Friday, September 4, 2009

Day 2 update

Yesterday was one of those sucky days that disappear into the void of Internet and aimless eating. I began the day by not waking up in time for Sehri or prayers and then it went downhill. I did roast those tomatoes, thank God. Filled them with a mixture of rice and chickpeas and vegetables and put them in the oven for half an hour.

It could have been a complete waste of a day except... I pushed myself out for yoga class. An excellent yoga class at the Y, one and a half hours of movement work and hatha yoga. I was panting through some of the moves because I am so out of shape. So Out Of Shape. But at some point, we were in downward dog and I was looking at all the downward dogs behind me, each body beautiful in its own way, one curvy, one sinuous, one with a bandaged hand gamely holding the floor up, one old and bent by life. What the hell is in In Shape anyway?

I don't alwasy see things this way. Most of the time I am judging my body and that of others'. But for the space of one moment, I saw our tender, lovely materiality. Then the moment passed and I was back to panting and wishing I had a better body.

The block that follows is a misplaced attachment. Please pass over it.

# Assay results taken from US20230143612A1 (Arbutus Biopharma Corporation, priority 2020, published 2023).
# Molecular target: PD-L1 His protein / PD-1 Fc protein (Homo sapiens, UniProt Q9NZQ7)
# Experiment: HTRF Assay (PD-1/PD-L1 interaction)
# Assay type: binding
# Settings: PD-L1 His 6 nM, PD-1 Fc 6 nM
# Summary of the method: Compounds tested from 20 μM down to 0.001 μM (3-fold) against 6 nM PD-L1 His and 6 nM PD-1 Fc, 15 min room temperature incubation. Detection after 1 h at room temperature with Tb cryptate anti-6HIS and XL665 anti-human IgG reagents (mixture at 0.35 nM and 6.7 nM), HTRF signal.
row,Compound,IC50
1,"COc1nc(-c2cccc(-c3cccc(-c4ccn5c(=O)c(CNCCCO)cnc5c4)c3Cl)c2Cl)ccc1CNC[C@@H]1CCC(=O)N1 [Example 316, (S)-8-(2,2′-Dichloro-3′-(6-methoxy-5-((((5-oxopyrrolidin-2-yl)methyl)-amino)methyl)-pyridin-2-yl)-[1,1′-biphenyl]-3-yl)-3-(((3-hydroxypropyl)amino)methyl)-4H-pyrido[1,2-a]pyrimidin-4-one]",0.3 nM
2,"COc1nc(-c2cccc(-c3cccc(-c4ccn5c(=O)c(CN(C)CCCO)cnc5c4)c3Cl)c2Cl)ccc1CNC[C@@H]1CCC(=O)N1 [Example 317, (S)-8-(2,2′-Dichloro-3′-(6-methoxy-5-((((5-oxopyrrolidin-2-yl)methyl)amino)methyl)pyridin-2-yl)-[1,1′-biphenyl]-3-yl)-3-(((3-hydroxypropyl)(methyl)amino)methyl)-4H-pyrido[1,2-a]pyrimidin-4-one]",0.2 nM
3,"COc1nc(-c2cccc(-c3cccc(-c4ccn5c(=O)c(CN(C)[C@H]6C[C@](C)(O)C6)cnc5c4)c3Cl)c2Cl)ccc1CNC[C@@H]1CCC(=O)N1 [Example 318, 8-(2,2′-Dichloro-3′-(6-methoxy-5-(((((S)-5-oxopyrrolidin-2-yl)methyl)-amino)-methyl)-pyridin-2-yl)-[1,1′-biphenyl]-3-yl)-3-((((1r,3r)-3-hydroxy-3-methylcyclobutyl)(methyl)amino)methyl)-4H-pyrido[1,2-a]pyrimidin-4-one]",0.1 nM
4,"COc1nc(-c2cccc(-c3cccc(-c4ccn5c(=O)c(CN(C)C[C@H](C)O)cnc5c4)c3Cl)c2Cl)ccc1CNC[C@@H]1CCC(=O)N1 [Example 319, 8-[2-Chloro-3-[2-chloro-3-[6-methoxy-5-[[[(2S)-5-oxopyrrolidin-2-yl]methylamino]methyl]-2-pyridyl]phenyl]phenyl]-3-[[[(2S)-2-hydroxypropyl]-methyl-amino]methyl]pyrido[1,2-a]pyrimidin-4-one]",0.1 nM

Today, it's again an evening class for me. On the whole I prefer morning yoga. It's a great way to begin the day and it's good to have it behind me, otherwise I have to work my schedule around it.

I didn't check my email for the 30-day yoga journey email until today. So here's catching up.

1. Begin a mantra for new beginnings and removing obstacles - Ganesh Mantra

2. Designate a notebook for your 30-days-it can be a specially designed journal, or a generic notebook. The notebook I'm using is in the picture. For today, just write your name on the cover.

No.2 is easily done. There's no shortage of pretty books in this household. But No.1 I hesitate about. Deborah's email makes it clear that this is a natural reaction. She is used to people finding mantra meditation weird. But, actually I don't. I believe absolutely in sound healing. That is why I am hesitating. I don't know if it is right to chant a mantra from a spiritual tradition without really belonging to that tradition, without undertstanding what the mantra really means, what it's context is. There is sound healing in the Muslim tradition too, in the form of dhikr. And dhikr is a very crucial part of the Sufi path. So I am going to reinvent this step and instead of the Ganesh mantra, I am going to chant the Kalima. In a way, this is beautifully serendipitous because I had moved very far away from the Sufi path. I had forgotten all abt dhikr. So right here, on the second day of my yoga-everyday journey, yoga and sufism are meeting each other and saying, "Bonjour! Let's work together!

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